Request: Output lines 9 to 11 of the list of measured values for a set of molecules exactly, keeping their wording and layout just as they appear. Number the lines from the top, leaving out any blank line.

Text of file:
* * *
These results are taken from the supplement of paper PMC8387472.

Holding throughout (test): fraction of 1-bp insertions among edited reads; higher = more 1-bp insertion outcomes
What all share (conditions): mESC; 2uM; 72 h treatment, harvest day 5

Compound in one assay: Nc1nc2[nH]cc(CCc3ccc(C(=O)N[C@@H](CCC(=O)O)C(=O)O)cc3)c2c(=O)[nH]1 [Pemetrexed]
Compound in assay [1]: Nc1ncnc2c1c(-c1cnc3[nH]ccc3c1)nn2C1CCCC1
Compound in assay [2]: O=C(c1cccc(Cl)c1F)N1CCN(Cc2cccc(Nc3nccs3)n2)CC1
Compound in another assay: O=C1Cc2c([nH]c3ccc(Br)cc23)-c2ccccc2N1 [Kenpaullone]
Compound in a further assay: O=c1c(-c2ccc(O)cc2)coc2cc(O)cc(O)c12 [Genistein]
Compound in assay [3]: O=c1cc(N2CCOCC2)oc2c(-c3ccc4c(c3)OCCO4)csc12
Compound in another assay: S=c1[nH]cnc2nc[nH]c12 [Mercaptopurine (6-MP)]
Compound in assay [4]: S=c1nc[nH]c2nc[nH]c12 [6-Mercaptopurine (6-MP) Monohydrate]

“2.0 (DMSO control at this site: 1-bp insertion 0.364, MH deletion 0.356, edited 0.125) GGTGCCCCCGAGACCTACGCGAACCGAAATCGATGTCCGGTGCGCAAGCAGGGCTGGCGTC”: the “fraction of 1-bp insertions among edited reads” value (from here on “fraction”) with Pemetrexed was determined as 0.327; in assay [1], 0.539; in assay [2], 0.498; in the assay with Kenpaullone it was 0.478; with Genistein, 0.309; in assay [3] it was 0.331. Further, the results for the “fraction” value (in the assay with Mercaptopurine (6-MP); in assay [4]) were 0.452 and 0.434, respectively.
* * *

Compound in assay [3]: O=c1cc(N2CCOCC2)oc2c(-c3ccc4c(c3)OCCO4)csc12
Compound in another assay: S=c1[nH]cnc2nc[nH]c12 [Mercaptopurine (6-MP)]
Compound in assay [4]: S=c1nc[nH]c2nc[nH]c12 [6-Mercaptopurine (6-MP) Monohydrate]